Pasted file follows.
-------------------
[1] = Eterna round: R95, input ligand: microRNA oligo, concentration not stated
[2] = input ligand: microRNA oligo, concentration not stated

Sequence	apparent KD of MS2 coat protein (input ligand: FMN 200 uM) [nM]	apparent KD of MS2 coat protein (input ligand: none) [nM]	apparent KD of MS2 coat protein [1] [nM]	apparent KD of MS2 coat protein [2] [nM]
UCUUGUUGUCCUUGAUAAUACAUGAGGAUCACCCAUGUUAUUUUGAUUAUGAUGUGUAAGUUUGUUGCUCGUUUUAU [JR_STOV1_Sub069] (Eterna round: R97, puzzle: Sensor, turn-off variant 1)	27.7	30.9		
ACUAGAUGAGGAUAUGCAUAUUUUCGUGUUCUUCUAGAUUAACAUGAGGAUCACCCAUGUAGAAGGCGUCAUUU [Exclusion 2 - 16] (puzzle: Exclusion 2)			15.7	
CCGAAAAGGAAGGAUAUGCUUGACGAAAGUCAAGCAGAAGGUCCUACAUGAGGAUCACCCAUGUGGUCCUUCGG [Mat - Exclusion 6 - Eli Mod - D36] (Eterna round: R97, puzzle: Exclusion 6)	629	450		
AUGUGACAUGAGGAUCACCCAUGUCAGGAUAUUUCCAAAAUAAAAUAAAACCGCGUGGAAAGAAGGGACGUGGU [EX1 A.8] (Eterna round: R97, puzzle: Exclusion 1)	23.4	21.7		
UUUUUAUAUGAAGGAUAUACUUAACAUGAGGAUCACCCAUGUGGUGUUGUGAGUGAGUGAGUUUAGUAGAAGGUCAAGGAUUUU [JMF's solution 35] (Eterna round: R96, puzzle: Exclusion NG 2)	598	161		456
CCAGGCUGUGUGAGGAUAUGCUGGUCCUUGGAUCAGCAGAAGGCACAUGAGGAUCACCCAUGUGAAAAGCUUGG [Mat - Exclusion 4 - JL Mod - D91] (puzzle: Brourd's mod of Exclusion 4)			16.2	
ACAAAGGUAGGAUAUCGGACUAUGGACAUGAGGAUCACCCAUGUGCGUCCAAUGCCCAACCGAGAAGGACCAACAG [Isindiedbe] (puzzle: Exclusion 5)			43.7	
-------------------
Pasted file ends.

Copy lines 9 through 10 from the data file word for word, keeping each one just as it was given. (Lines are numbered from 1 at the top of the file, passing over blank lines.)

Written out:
CCAGGCUGUGUGAGGAUAUGCUGGUCCUUGGAUCAGCAGAAGGCACAUGAGGAUCACCCAUGUGAAAAGCUUGG [Mat - Exclusion 4 - JL Mod - D91] (puzzle: Brourd's mod of Exclusion 4)			16.2	
ACAAAGGUAGGAUAUCGGACUAUGGACAUGAGGAUCACCCAUGUGCGUCCAAUGCCCAACCGAGAAGGACCAACAG [Isindiedbe] (puzzle: Exclusion 5)			43.7	